The eyes are never still during maintained gaze fixation. When microsaccades are not occurring, ocular position exhibits continuous slow changes, often referred to as drifts. Unlike microsaccades, drifts remain to be viewed as largely random eye movements. Here we found that ocular position drifts can, instead, be very systematically stimulus-driven, and with very short latencies. We used highly precise eye tracking in three well trained macaque monkeys and found that even fleeting (~8 ms duration) stimulus presentations can robustly trigger transient and stimulus-specific modulations of ocular position drifts, and with only approximately 60 ms latency. Such drift responses are binocular, and they are most effectively elicited with large stimuli of low spatial frequency. Intriguingly, the drift responses exhibit some image pattern selectivity, and they are not explained by convergence responses, pupil constrictions, head movements, or starting eye positions. Ocular position drifts have very rapid access to exogenous visual information.
All data generated or analyzed during this study are included in the manuscript and supporting files. Source data for figures will be uploaded upon acceptance.
- Antimo Buonocore
- Ziad M Hafed
- Tatiana Malevich
- Antimo Buonocore
- Ziad M Hafed
The funders had no role in study design, data collection and interpretation, or the decision to submit the work for publication.
Animal experimentation: We tracked eye movements in 3 male rhesus macaque monkeys trained on behavioral eye movement tasks under head-stabilized conditions. The experiments were part of a larger neurophysiological investigation in the laboratory. All procedures and behavioral paradigms were approved (CIN3/13 and CIN4/19G) by ethics committees at the Regierungspräsidium Tübingen, and they complied with European Union directives on animal research.
- Emilio Salinas, Wake Forest School of Medicine, United States
© 2020, Malevich et al.
This article is distributed under the terms of the Creative Commons Attribution License permitting unrestricted use and redistribution provided that the original author and source are credited.
Deciphering patterns of connectivity between neurons in the brain is a critical step toward understanding brain function. Imaging-based neuroanatomical tracing identifies area-to-area or sparse neuron-to-neuron connectivity patterns, but with limited throughput. Barcode-based connectomics maps large numbers of single-neuron projections, but remains a challenge for jointly analyzing single-cell transcriptomics. Here, we established a rAAV2-retro barcode-based multiplexed tracing method that simultaneously characterizes the projectome and transcriptome at the single neuron level. We uncovered dedicated and collateral projection patterns of ventromedial prefrontal cortex (vmPFC) neurons to five downstream targets and found that projection-defined vmPFC neurons are molecularly heterogeneous. We identified transcriptional signatures of projection-specific vmPFC neurons, and verified Pou3f1 as a marker gene enriched in neurons projecting to the lateral hypothalamus, denoting a distinct subset with collateral projections to both dorsomedial striatum and lateral hypothalamus. In summary, we have developed a new multiplexed technique whose paired connectome and gene expression data can help reveal organizational principles that form neural circuits and process information.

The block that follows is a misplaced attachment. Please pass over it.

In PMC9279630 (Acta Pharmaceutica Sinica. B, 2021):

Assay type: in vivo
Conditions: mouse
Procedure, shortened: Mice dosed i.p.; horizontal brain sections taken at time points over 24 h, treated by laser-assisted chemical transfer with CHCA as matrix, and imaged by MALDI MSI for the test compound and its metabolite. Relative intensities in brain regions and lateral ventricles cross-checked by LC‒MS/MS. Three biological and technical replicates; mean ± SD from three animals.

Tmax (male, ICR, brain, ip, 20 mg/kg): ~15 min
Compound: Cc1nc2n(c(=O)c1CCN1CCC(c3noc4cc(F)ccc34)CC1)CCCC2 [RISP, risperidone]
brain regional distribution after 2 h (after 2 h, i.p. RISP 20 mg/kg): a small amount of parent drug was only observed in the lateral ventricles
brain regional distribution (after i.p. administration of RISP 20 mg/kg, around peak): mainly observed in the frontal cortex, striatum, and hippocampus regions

Blindness affects millions of people around the world. A promising solution to restoring a form of vision for some individuals are cortical visual prostheses, which bypass part of the impaired visual pathway by converting camera input to electrical stimulation of the visual system. The artificially induced visual percept (a pattern of localized light flashes, or ‘phosphenes’) has limited resolution, and a great portion of the field’s research is devoted to optimizing the efficacy, efficiency, and practical usefulness of the encoding of visual information. A commonly exploited method is non-invasive functional evaluation in sighted subjects or with computational models by using simulated prosthetic vision (SPV) pipelines. An important challenge in this approach is to balance enhanced perceptual realism, biologically plausibility, and real-time performance in the simulation of cortical prosthetic vision. We present a biologically plausible, PyTorch-based phosphene simulator that can run in real-time and uses differentiable operations to allow for gradient-based computational optimization of phosphene encoding models. The simulator integrates a wide range of clinical results with neurophysiological evidence in humans and non-human primates. The pipeline includes a model of the retinotopic organization and cortical magnification of the visual cortex. Moreover, the quantitative effects of stimulation parameters and temporal dynamics on phosphene characteristics are incorporated. Our results demonstrate the simulator’s suitability for both computational applications such as end-to-end deep learning-based prosthetic vision optimization as well as behavioral experiments. The modular and open-source software provides a flexible simulation framework for computational, clinical, and behavioral neuroscientists working on visual neuroprosthetics.